I should point out that when I say Canyonlands, I really mean the Island in the Sky district of Canyonlands. It's such a large park that it has three separate districts, of which Island in the Sky is just one. Because of the geography (those gaping canyons in the middle), it takes hours to drive between the districts. Perhaps we'll visit one of the other districts on a different trip.

Next stop was Buck Canyon overlook. I was amazed when I stepped out and there was almost no wind here. The views were still hazy, but at least I could see a little and take some pictures. Next stop was the Grand View Point overlook. It was very windy here again, but I managed a few pictures. All in all, just a very unpleasant day.

View from Buck Canyon overlook

View from Buck Canyon overlook

View from Grand View Point overlook

By the time we got back to Mesa Arch, I noticed that the blue sky was gone and visibility had gotten even worse. We decided to skip the hike and drive down to Moab for dinner (since cooking at our campsite was not a pleasant thought). After a 40 minute drive, we were in Moab, where the weather seemed to get worse by the minute. Light poles shook in the fierce wind. Empty shopping carts raced across parking lots. The sky grew darker, even though it was only 3pm.

At this point, we made the decision to scrap our plans for camping that night. Even if it didn't rain or snow, we'd still have to deal with the wind and sand. We checked into a motel and then started driving back to our campsite to pack it up. As we did so, the rain started. Only it didn't just rain water. It rained mud. All that dirt/sand in the air was coming back to earth. Each drop on the windshield was brown, and I had to use the windshield wiper fluid constantly to avoid driving blind.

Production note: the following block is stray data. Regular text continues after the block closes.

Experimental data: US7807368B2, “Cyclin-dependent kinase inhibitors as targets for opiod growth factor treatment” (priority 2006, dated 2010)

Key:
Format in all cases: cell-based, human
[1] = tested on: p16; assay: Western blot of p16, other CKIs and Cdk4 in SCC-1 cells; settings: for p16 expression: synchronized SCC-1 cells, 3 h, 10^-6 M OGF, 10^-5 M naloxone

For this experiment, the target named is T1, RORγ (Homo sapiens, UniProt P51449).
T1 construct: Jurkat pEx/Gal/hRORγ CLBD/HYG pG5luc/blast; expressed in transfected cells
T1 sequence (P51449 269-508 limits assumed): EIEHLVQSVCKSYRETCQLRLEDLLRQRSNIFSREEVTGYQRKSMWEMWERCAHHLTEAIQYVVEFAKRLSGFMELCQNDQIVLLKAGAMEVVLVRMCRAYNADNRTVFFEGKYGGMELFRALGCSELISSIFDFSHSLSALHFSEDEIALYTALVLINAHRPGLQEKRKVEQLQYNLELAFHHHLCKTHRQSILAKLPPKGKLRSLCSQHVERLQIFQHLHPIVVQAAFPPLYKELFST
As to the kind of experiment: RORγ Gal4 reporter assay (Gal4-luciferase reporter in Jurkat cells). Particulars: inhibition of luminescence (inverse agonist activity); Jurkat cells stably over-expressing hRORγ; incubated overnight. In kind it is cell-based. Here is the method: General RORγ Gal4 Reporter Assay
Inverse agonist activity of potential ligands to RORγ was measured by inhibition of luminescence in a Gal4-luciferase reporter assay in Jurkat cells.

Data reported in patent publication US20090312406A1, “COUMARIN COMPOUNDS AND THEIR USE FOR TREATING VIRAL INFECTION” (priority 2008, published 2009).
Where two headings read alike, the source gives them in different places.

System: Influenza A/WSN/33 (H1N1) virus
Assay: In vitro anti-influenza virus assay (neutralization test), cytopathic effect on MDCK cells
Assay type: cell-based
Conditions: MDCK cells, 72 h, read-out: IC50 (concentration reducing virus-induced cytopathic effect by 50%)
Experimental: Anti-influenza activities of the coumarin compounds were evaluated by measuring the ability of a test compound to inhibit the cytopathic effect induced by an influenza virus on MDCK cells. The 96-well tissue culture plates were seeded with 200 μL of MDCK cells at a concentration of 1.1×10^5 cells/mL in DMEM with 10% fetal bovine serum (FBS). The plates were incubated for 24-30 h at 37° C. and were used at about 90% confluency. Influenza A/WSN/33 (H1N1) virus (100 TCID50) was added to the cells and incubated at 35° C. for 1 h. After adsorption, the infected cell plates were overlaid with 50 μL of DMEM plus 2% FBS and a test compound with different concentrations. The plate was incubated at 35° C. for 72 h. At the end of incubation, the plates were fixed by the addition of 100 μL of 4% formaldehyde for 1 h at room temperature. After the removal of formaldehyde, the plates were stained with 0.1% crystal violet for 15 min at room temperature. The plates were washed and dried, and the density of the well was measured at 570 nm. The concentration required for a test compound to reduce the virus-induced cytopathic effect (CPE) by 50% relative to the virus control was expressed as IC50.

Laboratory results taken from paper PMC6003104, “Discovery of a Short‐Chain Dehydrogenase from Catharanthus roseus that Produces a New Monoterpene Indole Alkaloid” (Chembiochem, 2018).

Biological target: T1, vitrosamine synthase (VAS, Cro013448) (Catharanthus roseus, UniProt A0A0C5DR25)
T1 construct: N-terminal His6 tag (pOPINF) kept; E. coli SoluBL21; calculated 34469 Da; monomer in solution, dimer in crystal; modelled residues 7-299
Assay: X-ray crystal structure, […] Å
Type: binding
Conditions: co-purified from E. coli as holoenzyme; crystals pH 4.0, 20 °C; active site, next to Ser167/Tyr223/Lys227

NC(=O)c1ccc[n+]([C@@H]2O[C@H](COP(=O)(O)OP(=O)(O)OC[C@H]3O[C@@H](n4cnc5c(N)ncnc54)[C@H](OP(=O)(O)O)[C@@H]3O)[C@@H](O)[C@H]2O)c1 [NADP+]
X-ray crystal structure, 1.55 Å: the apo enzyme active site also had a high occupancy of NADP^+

We made the left turn from Highway 191 onto Highway 313 to head up toward Dead Horse Point State Park, and it got worse. The rain turned to snow. I actually thought to myself that it was a good idea we had plenty of food and water in the car -- just in case anything happened. There were still other cars on the road in both directions, but not many.

The snow never let up as we pulled into our campsite and took everything down as quickly as we could. While we'd been gone, even more sand had flown into the tent. Now, our campsite was a muddy mess. Our bare hands froze while we worked in the falling snow. We broke our camp in less than half an hour, then drove back to Moab. As we entered Moab, even though it was still only around 5:15pm (and sun wouldn't set for another 2 1/2 hours), it seemed darker than night. Perhaps it was because many of the city lights hadn't yet come on. At least it wasn't raining mud anymore, just normal rain.

Back at the motel, we washed the mud off our tent and laid it out to dry so we could ship it the next day. After four nights of camping it was nice to finally clean up. After dinner we took advantage of the motel laundry room. At least that was one more thing we wouldn't have to worry about once we reached Capitol Reef.